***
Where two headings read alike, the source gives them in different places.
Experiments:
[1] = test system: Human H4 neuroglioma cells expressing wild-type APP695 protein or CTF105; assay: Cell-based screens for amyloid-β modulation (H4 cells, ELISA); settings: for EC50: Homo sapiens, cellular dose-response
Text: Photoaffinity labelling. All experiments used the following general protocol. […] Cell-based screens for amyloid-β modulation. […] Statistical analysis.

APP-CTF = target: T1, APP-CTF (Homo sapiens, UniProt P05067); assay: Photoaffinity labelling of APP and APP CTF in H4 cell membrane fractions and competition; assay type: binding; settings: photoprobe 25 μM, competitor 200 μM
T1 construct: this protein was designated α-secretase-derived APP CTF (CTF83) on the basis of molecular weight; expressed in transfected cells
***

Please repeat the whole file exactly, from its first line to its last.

Where two headings read alike, the source gives them in different places.
Experiments:
[1] = test system: Human H4 neuroglioma cells expressing wild-type APP695 protein or CTF105; assay: Cell-based screens for amyloid-β modulation (H4 cells, ELISA); settings: for EC50: Homo sapiens, cellular dose-response
Text: Photoaffinity labelling. All experiments used the following general protocol. […] Cell-based screens for amyloid-β modulation. […] Statistical analysis.

APP-CTF = target: T1, APP-CTF (Homo sapiens, UniProt P05067); assay: Photoaffinity labelling of APP and APP CTF in H4 cell membrane fractions and competition; assay type: binding; settings: photoprobe 25 μM, competitor 200 μM
T1 construct: this protein was designated α-secretase-derived APP CTF (CTF83) on the basis of molecular weight; expressed in transfected cells